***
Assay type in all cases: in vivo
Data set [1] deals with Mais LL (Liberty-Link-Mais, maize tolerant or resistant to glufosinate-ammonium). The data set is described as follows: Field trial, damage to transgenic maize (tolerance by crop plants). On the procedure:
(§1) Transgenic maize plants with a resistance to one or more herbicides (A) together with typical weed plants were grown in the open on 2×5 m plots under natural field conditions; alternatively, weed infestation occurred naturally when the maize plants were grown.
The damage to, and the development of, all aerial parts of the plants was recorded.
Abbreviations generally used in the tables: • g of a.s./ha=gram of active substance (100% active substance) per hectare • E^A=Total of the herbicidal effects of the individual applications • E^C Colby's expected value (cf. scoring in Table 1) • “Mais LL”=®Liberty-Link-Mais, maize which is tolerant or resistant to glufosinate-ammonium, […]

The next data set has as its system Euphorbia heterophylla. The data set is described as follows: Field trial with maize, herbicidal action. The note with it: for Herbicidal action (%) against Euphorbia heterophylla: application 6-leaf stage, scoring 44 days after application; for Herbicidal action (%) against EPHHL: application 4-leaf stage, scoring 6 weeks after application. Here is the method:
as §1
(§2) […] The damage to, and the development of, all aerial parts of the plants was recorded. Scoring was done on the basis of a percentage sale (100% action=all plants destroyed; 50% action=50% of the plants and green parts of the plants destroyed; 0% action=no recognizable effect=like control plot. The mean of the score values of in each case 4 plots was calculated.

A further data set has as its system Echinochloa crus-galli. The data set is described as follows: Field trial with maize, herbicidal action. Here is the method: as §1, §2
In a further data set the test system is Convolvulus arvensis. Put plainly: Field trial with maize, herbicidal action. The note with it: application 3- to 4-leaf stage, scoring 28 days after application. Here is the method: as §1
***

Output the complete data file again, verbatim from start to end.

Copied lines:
Assay type in all cases: in vivo
Data set [1] deals with Mais LL (Liberty-Link-Mais, maize tolerant or resistant to glufosinate-ammonium). The data set is described as follows: Field trial, damage to transgenic maize (tolerance by crop plants). On the procedure:
(§1) Transgenic maize plants with a resistance to one or more herbicides (A) together with typical weed plants were grown in the open on 2×5 m plots under natural field conditions; alternatively, weed infestation occurred naturally when the maize plants were grown.
The damage to, and the development of, all aerial parts of the plants was recorded.
Abbreviations generally used in the tables: • g of a.s./ha=gram of active substance (100% active substance) per hectare • E^A=Total of the herbicidal effects of the individual applications • E^C Colby's expected value (cf. scoring in Table 1) • “Mais LL”=®Liberty-Link-Mais, maize which is tolerant or resistant to glufosinate-ammonium, […]

The next data set has as its system Euphorbia heterophylla. The data set is described as follows: Field trial with maize, herbicidal action. The note with it: for Herbicidal action (%) against Euphorbia heterophylla: application 6-leaf stage, scoring 44 days after application; for Herbicidal action (%) against EPHHL: application 4-leaf stage, scoring 6 weeks after application. Here is the method:
as §1
(§2) […] The damage to, and the development of, all aerial parts of the plants was recorded. Scoring was done on the basis of a percentage sale (100% action=all plants destroyed; 50% action=50% of the plants and green parts of the plants destroyed; 0% action=no recognizable effect=like control plot. The mean of the score values of in each case 4 plots was calculated.

A further data set has as its system Echinochloa crus-galli. The data set is described as follows: Field trial with maize, herbicidal action. Here is the method: as §1, §2
In a further data set the test system is Convolvulus arvensis. Put plainly: Field trial with maize, herbicidal action. The note with it: application 3- to 4-leaf stage, scoring 28 days after application. Here is the method: as §1